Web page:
From FIGURE 4 it will be observed that the reproducibility improved in both cases after a time interval of about 120 to 140 seconds and then deteriorated from then on. The absolute value of the finest reproducibility was about 10 microns, and this is substantially less than can be achieved with rubber base impression materials.
In FIGURE 5, we have depicted the characteristics of the surface of the impression material and of the plaster pattern, both of which appear to be very coarse as compared with comparable surfaces on a rubber base impression material as shown in FIGURE 6.
The alkanol amine salts of alginic acid represent a substantial improvement in characteristics over the presently available alginate impression materials. They are easier to reproduce, are more reproducible, and have excellent storage properties.
In addition to the alkanol amine salts of alginic acid, the compositions of the present invention also preferably include strongly alkaline salts of carbonic acid such as sodium carbonate, potassium carbonate, sodium bicarbonate, potassium bicarbonate, and the like. It is also advisable to add a water insoluble carbonate to the composition instead of the usual silica, Zinc oxide, or diato-' maceous earth which were frequently mixed with alignate impression materials. The preferred insoluble carbonate is calcium carbonate.
As far as ranges of ingredients are concerned, we prefer to use one part by weight of the alkanol amine salt of alginic acid with 0.3 to 1.4 parts by weight of the alkali metal salt of carbonic acid, and from 0.3 to 2.0 parts by weight of the water insoluble carbonate, when making a paste material. For the preparation of a dry powdered material, we combine about one part by weight of the alkanol amine salt with from 1 to 3 parts by weight of the alkali metal salt of carbonic acid, and 1 to 3 parts by weight of the water insoluble carbonate.
In the preparation of a typical paste type impression material, five to ten kilograms of the triethanol amine salt of alginic acid are combined with from three to seven kilograms of the alkali metal salt of carbonic acid and three to 10 kilograms of the insoluble carbonate. Then, from to kilograms of water are added to the mixture and the mixture is stirred for about two hours to produce a viscous slurry. This material can be further mixed on any suitable mixing apparatus such as a mixing roll to produce a paste type impression material. This paste in settable within several minutes by mixing the paste with about one tenth part by weight of plaster of Paris. Any suitable perfume or pigment can also be used in the composition.
In the manufacture of a powder type material, one part by weight of the alkanol amine salt of alginic acid is mixed with from three to five times its weight of water and the mixture is thoroughly spatulated. During the mixing, one to three parts by weight of the strongly alkaline salt of carbonic acid is added together with one to three parts by weight of the insoluble carbonate, together with any desired amounts of perfume and pigment. The mixture is then dried and crushed into a very fine powder. The impression material is then made by adding one to three parts by weight of the plaster to the previously dried powder.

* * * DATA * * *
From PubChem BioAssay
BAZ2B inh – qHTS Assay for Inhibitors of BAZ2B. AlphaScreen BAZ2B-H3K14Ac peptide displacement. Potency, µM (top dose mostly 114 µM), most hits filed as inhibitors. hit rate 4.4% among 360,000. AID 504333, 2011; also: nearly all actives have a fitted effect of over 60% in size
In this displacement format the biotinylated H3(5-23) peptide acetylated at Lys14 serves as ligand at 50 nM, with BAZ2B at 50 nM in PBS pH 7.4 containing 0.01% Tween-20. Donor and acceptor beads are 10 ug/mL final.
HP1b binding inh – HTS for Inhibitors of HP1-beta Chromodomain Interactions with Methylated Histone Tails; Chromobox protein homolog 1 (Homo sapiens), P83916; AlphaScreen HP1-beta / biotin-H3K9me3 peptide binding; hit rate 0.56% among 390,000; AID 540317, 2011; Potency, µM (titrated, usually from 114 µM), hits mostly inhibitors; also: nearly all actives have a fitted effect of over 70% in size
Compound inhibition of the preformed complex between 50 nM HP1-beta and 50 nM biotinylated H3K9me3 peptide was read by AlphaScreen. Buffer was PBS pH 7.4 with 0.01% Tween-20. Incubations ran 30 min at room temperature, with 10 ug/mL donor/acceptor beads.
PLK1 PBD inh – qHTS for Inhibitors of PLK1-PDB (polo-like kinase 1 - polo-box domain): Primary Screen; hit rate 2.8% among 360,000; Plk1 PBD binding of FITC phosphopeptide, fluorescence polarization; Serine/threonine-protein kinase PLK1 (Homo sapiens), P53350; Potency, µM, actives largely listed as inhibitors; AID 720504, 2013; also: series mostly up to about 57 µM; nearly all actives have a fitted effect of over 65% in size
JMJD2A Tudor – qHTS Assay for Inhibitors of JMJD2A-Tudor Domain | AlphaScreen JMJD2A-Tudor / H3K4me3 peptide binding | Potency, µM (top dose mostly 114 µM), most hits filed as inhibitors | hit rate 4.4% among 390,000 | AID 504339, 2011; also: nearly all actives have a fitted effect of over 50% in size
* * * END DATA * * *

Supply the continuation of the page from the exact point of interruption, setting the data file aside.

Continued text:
FIGURE 7 illustrates the deformation characteristics of the new material by means of the solid line representation, and that of the old alginate material by means of the dotted line representation. It will be seen from FIGURE 7, that the maximum deformation of the new material is very substantially less than could be achieved with the material of the prior art. In fact, the deformation observed was even less than could be achieved with conventional rubber base type impression materials. Furthermore, the deformation remains fairly constant over a period of time which is not true of the conventional alginate materials.
The permanent set of the new material and the old material was determined by means of a Pussey and Jones plastometer. Cylindrical test pieces, 35 millimeters in the old material.
' material. .ducibility correspond to the changes in viscosity illustrated in FIGURE 10.
URES 10, 13 and 15.
-where V is the rate of gelation, Q is the total concentration of colloids, S is the solubility of the colloidal substance, and K is a constant. It will be seen from the above equation that when Q becomes far larger than S, namely when a super saturated colloidal solution exists, then the rate of gelation is substantially directly proportional to the total concentration of colloids and independent of the surrounding temperature.
In contrast, with the new material, the setting rate satisfies very closely the equation of Arrhenius:
where V is the reaction velocity, E is the internal energy, R is the gas constant, T is the absolute temperature, and
. k is a constant.
From these observations, we have concluded that the new material sets by reason of chemical reaction rather than through a gelation procedure. To substantiate this theory, we have measured the viscosity change and the results are depicted in FIGURE 10. The solid line represents the viscosity change of the new material, and the dashed line that of the conventional alginate material. It
will be seen that the new material has a substantially logarithmic curve characteristic of high molecular weight material whereas the viscosity change for the old material is characteristic of colloidal substances.
From the observed characteristics, it is believed that the setting of the old alginate material occurred in two steps, the first being the gelation of aqueous sols, and the second the chemical reaction caused by the formation of hydrogen bonds among the hydroxy radicals of the molecular structure.